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KFF on Premiums in the Exchanges

By September 19, 2013Commentary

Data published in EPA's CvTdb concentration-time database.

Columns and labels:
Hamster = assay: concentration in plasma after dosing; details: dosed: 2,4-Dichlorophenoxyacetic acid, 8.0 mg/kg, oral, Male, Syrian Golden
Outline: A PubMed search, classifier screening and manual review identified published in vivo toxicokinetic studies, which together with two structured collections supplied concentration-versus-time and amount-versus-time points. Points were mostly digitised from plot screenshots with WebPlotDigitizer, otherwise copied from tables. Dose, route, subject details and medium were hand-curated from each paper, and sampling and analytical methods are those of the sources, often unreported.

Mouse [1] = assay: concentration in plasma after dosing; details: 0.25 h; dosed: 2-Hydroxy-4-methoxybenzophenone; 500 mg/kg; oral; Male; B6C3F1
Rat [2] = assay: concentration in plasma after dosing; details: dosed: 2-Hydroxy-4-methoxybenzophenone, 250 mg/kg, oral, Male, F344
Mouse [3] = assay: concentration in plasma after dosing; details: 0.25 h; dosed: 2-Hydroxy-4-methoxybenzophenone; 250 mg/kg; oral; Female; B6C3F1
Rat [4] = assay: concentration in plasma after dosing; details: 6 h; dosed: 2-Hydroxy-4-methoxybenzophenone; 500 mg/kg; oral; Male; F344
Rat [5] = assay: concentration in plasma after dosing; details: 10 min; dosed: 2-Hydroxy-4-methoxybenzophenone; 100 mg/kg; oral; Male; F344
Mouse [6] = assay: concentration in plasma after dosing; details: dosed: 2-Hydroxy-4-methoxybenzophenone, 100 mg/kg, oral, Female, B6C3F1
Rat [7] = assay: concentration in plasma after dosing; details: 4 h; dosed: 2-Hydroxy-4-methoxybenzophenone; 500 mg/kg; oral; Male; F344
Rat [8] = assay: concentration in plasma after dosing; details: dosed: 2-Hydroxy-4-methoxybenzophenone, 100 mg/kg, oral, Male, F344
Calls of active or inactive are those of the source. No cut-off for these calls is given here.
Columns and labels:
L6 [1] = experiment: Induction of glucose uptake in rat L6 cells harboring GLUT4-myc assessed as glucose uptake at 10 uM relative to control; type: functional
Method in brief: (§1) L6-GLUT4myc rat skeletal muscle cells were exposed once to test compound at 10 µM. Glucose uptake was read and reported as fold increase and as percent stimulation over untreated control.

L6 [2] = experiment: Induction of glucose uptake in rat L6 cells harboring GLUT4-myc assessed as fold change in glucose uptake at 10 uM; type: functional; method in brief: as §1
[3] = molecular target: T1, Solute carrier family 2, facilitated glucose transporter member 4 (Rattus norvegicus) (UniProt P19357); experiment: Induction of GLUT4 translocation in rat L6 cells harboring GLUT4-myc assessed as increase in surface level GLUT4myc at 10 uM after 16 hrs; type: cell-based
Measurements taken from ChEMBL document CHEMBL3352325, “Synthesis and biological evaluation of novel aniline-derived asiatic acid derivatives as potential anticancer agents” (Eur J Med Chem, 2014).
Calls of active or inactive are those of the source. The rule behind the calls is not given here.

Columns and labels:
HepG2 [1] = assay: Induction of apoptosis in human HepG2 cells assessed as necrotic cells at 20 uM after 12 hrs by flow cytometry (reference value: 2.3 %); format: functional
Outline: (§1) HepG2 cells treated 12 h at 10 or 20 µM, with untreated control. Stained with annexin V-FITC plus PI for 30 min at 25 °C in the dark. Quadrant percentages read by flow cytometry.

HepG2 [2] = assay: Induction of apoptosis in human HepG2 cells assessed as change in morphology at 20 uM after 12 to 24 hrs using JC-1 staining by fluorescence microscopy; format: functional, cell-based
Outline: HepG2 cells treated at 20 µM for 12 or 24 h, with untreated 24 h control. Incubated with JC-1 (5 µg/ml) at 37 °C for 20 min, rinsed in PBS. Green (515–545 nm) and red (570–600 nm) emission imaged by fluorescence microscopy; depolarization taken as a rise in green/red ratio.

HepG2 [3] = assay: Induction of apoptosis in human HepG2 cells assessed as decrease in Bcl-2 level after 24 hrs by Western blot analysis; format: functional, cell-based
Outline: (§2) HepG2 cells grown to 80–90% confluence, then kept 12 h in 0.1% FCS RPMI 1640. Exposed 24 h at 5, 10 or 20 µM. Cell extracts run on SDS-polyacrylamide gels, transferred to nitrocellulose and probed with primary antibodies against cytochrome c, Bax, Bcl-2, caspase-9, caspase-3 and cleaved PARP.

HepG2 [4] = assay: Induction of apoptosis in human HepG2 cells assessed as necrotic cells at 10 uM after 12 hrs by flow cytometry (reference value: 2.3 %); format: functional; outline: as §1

We are less than 3 weeks before enrollment is supposed to be available for the new health insurance exchanges created by the reform law, although the feds are already hedging on what will really be available on October 1.  A number of insurers have said they will or won’t participate in various states and there have been premium filings that are public in several states.  It is hard to compare premiums on the exchanges and off because of the new benefit design categories and mandates.  A Kaiser analysis examines the filings in 17 states and DC.   (KFF Analysis)   One thing to note is that no one appears to be offering higher level benefit plans–the gold and platinum, probably out of very reasonable fears that adverse selection and a bad risk pool would result.  While there are many offerings of bronze and silver plans, these have relatively high levels of consumer cost-sharing, as the plan only has to on average cover 60% of health care costs.  This means the consumer gets to pay the premium and 40% of the cost of his or her health insurance.  The number of insurers ranges from 2 to 11 in a state, with many having a relatively low number so it is unclear what the effect of competition will be.  Subsidies are tied to the premiums of the second lowest-cost silver plan, and there is substantial variation within and between states in premiums.  While many consumers will be eligible for subsidies, most will still face a hefty premium bill, from $1500 a year at the low end to several thousand at the higher.  Many of these individuals have either had employment-based insurance or no coverage, so they are likely going to be diverting spending from some other category to health insurance.  While the authors put a happy face on the situation by saying it looks like premiums will be lower than expected on average, the consumers who are mandated to enroll and pay these bills are not going to be joyous.

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